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5 hacks to help you juggle parenting with study

In Features, Motherhood, Stories, Work by Gemma Dawkins

It might seem impossible to juggle parenting with study. But more and more mamas are out there enrolling in further education.

By Mama Disrupt® 

When just getting through the day seems like a marathon achievement, it might seem impossible to juggle parenting with study. But more and more mamas out there are taking on further education. They’re enrolling in degrees, diplomas, and courses to upskill or fulfil pre-childbearing dreams, as providers offer more flexibility than ever.

In fact, research by Studiosity has found that around 13% (or 1 in 10) locally-enrolled Australian university students also care for a child or another family member. We all know that raising a family is basically a full-time job in itself. So figuring out how to balance study alongside that can be a huge challenge.

Here are some tips from some studying mums who are smashing the juggle daily…


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1. Your schedule is your best friend

You may not have been a hyper-organised person before having kids, but that’s about to change. Once you try to juggle parenting with study, you might start to love your schedule! Making a plan and sticking to it ensures you feel like you have full control over your time, and you’re able to fit in all the tasks you need to get done.

Claire Field, studying a Bachelor of Nursing from the University of Canberra, says “Schedule everything! Plan set times for pre class readings and lectures and pre-tutorial work. Set time aside for assignment prep with time for revision. And make sure you have nothing crazy happening the weekend before an assignment is due. Some weeks are definitely less hectic than others.” Try setting a morning ritual to kick-start your day.

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2. Seek assignment feedback early and often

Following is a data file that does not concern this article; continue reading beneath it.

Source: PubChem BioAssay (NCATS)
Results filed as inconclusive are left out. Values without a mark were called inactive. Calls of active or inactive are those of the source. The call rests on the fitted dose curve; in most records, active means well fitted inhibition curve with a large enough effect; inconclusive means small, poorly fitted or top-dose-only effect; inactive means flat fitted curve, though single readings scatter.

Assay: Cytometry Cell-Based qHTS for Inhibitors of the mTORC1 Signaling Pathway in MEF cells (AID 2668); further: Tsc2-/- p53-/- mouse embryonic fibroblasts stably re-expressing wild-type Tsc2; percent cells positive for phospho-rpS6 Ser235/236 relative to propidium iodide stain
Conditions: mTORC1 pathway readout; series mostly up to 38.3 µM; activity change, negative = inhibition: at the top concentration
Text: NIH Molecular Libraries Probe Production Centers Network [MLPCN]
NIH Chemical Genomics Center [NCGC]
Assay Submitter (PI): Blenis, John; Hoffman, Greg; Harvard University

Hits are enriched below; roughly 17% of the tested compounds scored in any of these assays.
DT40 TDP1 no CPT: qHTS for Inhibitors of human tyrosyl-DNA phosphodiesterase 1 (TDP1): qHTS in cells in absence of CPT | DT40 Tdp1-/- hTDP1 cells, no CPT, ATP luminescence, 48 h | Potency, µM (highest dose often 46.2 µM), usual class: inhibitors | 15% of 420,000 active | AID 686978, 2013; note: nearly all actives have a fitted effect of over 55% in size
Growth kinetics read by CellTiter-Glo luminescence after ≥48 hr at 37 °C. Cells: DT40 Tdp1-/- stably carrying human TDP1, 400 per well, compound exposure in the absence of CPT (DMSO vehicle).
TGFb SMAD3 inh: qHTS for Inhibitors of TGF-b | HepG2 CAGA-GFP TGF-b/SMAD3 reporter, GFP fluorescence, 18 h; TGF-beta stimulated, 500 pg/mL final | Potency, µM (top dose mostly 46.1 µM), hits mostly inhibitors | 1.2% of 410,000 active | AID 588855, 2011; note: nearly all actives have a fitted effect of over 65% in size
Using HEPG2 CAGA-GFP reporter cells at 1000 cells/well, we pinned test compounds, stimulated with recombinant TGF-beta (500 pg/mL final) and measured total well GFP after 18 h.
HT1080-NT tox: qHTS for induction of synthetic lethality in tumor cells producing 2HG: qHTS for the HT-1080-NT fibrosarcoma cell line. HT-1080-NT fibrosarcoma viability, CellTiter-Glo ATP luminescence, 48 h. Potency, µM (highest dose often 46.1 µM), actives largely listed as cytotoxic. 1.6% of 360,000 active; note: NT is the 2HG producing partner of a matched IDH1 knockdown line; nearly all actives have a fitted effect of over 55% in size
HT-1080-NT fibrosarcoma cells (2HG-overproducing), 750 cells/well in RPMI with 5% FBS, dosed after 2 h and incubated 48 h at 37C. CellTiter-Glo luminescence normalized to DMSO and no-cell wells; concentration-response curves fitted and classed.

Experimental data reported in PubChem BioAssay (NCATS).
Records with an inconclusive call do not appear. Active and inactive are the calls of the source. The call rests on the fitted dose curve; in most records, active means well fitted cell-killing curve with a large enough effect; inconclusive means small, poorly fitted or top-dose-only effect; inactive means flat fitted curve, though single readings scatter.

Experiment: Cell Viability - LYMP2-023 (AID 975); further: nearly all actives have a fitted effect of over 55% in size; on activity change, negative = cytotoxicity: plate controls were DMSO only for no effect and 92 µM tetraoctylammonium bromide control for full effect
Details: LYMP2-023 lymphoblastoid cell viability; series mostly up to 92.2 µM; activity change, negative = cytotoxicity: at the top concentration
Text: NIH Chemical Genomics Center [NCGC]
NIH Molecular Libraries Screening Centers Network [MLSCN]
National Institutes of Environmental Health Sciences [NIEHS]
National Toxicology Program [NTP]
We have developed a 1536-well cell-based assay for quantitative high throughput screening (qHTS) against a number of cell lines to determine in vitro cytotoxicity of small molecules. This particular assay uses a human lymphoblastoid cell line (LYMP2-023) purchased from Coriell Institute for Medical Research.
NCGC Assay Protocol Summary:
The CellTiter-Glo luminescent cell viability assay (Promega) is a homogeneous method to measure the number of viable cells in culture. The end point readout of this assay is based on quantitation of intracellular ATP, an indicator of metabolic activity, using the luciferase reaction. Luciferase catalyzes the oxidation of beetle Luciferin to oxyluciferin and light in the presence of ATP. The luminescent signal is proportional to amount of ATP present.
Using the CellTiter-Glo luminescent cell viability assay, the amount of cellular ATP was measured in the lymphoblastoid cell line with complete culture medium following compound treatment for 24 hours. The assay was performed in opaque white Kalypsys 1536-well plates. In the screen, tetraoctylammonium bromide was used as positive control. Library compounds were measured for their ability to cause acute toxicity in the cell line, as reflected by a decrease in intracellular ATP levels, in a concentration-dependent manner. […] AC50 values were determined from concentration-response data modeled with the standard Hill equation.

One of the best ways to set yourself up for success at uni is to seek feedback on your assignments before you submit them. It’s usually best to do this several days beforehand, so you have time to make any edits before the final deadline. You can seek feedback from your professors, from family and friends, or by using your university’s ethical 24/7 online study support service.

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3. Multi-tasking

As a busy parent, you may not always have the time to focus on one task at a time, and that’s okay. You could find ways to combine tasks, or multi-task. For example, listening to audio recordings of lectures while you run errands or cook. That way you can save your pockets of uninterrupted concentration for activities requiring the highest level of focus: writing assignments and preparing for exams.

“I wear one AirPod and listen to lectures and the textbook while doing chores like dishes or mopping,” says Kristi Estes, studying a Bachelor of Psychology at University of South Australia. “Then when I’m kid-free I can focus on things that require a computer, like assignments or activities.” (Just beware of mashing!)

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4. Remain consistent

They say consistency is the key to success, and it’s true! You’ll be better off chipping away at your workload day after day, rather than setting aside a huge chunk of time right before an assignment is due. Especially with kids, you never know what could pop up last minute. So it’s best to always be prepared, and start working on things early.

“Consistency with adherence to a study plan is key,” says Emily Centofanti, studying Master of Business Administration at AIM Business School. “Do what works best. Persistence will get you over the line. Get the family on board and no doubt you will be repeating yourself over and over. Lean on your study coach and resources for support.”

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5. Choose a course that offers flexibility

One good thing to come out of the pandemic is that studying online and working from home are now far more common. However, some education providers are better at catering to the specific needs of parents. Trying to balance studying with raising a family is a unique juggle. So, select a provider that offers online course delivery, or hybrid/flexible arrangements for parents. This includes adequate study support that is personalised, and available when you need it. It’s also a good idea to find or create a support network of other parents. They may have similar experiences to you. And they can share valuable advice about how to juggle parenting with study.

Completing your degree while raising kids can be challenging, but if you’re passionate about what you’re studying it’s ultimately a very rewarding experience. With a few tips and tricks, flexibility and support, you’ll make your way through. And probably even have fun along the way! Ultimately you’re inspiring the next generation to take on hard challenges and work on them until you make it happen – and what could be better than that?

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